After pressing, the pressed brick samples were tempered by following the standard temperature-time curve up to 220°C in a tempering kiln. Coking was carried out at 1000°C for 4 hrs to study the materials refractory properties under a reducing atmosphere(carbon bed). Since the cured samples pass through heat treatment, which results in a thermally stable refractory and crystallization. The test samples were cut from the tempered brick as per the standard. Apparent porosity (AP), Bulk density (BD), and cold crushing strength (CCS) were measured as per the standard of IS: 1528, Part-12 (1974) for AP and BD, and IS: 1528, Part-4 (1974) for CCS tested for both tempered and coked samples. Each value of AP, BDand CCS is of an average of five parallel samples.
Hot modulus of rupture (HMOR) is determined by theconventional three-point bending test conforming to ASTM C133-97, using HMOR testing apparatus(Netzsch 422, Germany). All the specimens forHMOR testing are dried at 110°C after wet cutting,without pre-firing in air atmosphere. The heating ratefor HMOR testing is 5°C/min till the final firingtemperature of 1400°C in air atmosphere with asoaking time of 30 min.
For the oxidation resistance test, cylindrical samples(diameter 50 mm, height 50 mm) were cut from the tempered bricks and placed in an electrically heated furnace under a normal atmosphere at 1400°C for 3 with a heating rate of 5°C/min. After natural cooling, the samples were horizontally cut into two pieces. After the oxidation test, the black surface remaining was measured at eight different locations and the average value was noted down.
Slag corrosion test
Mercury porosimetry test for PSD analysis
Microstructure analysis was done for the slag corrosion tested samples by using optical microscopy analysis.
Several formulations have been made by using various types (flake graphite and nano-carbon ofNC-1 and NC-2) and amounts of carbon, and additives (metal powders) in MgO-C refractories. The variation of apparent porosity with varying amounts of graphite and nano-carbons percentage has been studied in the MgO-C refractory. The optimum apparent porosity has been achieved in refractory containing a particular amount of flake graphite and two types of nano-carbon were reported here (Table 2). The apparent porosity of NC-2 showed a slightly low value in comparison to NC-1 and flake graphite added MgO-C refractory for every composition. The specific surface area of NC-2 was higher than-1, therefore NC-2 nano carbon caused more efficient filling of the pores between the aggregates of the magnesia. Overall, the effect of nanocarbon addition was successful in reducing the apparent porosity while there was a decrease in graphite content. However, a few test results which have given desired properties are shown in Table 2. For comparison purposes, the conventional graphite added MgO-C bricks used in steel ladle are also reported.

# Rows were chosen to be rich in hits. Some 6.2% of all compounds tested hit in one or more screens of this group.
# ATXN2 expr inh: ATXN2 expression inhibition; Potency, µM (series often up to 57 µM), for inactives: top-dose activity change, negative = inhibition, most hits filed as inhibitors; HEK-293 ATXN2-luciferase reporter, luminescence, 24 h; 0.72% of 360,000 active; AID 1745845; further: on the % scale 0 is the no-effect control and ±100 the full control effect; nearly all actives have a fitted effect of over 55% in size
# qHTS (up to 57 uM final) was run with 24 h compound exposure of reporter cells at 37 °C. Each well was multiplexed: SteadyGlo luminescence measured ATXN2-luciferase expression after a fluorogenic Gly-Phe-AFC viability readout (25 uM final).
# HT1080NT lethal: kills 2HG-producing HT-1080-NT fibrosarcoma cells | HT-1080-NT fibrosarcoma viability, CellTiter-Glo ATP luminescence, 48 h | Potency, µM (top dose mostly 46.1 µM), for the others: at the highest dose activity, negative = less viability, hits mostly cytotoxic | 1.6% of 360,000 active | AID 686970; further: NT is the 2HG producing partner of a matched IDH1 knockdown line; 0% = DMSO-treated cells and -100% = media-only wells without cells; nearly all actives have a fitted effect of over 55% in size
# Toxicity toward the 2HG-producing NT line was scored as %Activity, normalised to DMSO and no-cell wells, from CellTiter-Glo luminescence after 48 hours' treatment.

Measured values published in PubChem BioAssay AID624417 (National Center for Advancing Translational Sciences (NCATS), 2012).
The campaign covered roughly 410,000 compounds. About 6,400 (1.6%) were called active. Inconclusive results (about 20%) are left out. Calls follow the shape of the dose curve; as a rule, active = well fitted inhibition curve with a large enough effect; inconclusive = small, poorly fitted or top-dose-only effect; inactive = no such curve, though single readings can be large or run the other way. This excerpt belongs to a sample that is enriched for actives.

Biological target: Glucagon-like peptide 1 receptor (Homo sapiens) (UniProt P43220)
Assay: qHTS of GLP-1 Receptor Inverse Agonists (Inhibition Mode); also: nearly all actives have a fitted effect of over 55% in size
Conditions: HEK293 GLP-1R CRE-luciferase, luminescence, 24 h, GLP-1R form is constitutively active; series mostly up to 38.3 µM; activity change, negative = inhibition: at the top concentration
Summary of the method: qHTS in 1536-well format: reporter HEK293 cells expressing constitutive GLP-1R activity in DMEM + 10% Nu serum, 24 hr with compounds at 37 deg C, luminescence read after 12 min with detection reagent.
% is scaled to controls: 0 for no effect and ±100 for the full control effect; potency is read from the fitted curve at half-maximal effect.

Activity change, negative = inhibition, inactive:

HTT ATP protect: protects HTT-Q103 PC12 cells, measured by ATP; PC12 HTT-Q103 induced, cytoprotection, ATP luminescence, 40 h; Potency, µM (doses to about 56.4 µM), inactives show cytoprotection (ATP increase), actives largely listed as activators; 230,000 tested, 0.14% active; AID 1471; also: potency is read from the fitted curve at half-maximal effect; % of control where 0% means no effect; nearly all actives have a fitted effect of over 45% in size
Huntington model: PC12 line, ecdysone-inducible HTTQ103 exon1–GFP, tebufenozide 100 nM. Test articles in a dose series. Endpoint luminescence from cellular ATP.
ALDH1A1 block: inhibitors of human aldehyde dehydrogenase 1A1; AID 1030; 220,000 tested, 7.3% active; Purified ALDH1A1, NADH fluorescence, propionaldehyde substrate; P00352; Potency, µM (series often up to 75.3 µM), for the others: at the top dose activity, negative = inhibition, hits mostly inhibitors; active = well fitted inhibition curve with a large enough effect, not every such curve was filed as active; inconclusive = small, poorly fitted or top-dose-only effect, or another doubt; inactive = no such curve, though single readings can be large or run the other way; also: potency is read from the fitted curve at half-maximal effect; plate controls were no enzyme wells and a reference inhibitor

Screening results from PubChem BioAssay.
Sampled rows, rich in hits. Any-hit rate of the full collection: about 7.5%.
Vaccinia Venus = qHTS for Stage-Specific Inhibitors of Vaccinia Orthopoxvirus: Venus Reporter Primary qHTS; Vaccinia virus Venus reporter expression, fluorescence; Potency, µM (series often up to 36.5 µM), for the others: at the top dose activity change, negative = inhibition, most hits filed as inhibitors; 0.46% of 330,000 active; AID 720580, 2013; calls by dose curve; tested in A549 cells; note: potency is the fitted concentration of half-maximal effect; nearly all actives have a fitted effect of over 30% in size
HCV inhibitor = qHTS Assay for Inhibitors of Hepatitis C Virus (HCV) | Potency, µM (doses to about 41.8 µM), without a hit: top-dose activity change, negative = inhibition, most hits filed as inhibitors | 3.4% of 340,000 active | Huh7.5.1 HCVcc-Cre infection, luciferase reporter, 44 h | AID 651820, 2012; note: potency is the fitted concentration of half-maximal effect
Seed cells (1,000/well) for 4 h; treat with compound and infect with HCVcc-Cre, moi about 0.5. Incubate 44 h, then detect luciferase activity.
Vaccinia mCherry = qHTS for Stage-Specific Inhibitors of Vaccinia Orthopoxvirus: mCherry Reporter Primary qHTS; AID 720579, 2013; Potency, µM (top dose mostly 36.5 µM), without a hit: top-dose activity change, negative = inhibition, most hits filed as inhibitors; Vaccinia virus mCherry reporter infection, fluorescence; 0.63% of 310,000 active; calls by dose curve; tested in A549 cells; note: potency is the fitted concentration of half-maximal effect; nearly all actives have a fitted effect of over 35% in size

Table 2: Properties of developed MgO-C bricks
Particle size distribution and surface area
Table 3: Chemical composition and somecharacteristics of NC-1 and NC-2 nano-carbons
Pore size distribution
AP, BD and CCS of tempered bricks
There is a marginal increase in BD and decrease in AP with respect to a certain amount of nano-carbon addition in the tempered bricks as compared to conventional MgO-C bricks as mentioned in Table 2.This is mainly due to the nano-carbon along with graphite added in MgO-C refractory had effectively filled the pores and voids and were in correct proportion to cover the pores in magnesia matrix. When the MgO-C refractory contains lower than the specified amount of graphite along with nanocarbon, high apparent porosity had been attained again. It could be due to the fact that graphite along with nanocarbon was not sufficient to cover the pores in the magnesia matrix. Therefore, nano carbon was not able to fill up the pores of the matrix, and hence apparent porosity expected to increase. Thus, the optimum apparent porosity has been achieved refractory containing a certain amount of graphite and nano carbons. Moreover, apparent porosity of NC-2showed slightly low value in comparison to NC-1 for every composition. As the particle size of NC-2 was higher than NC-1, therefore NC-2 nano carbon caused more efficient filling of the pores between the aggregates of the magnesia. Overall, the effect of a no carbon addition was successful in reducing the apparent porosity while there was decrease graphite content.No significant change in BD value for two types of nanocarbon added MgO-C refractory. The increase in BD values as compared to conventional one may be due to two reasons: First there was an increase in the percentage of magnesia in the matrix. Secondly,nano-carbon effectively fill up the pores and voids,hence increase in the BD values. Higher CCS value was observed for the samples with the addition of nano-carbon is mainly due to the low amount of graphite. The CCS values of NC-2were greater than that of samples containing graphite and NC-1. This may be due to the densification of the matrix by effective packing thus the strength is more prominent as supported by Griffith’s rule. MgO-C Refractories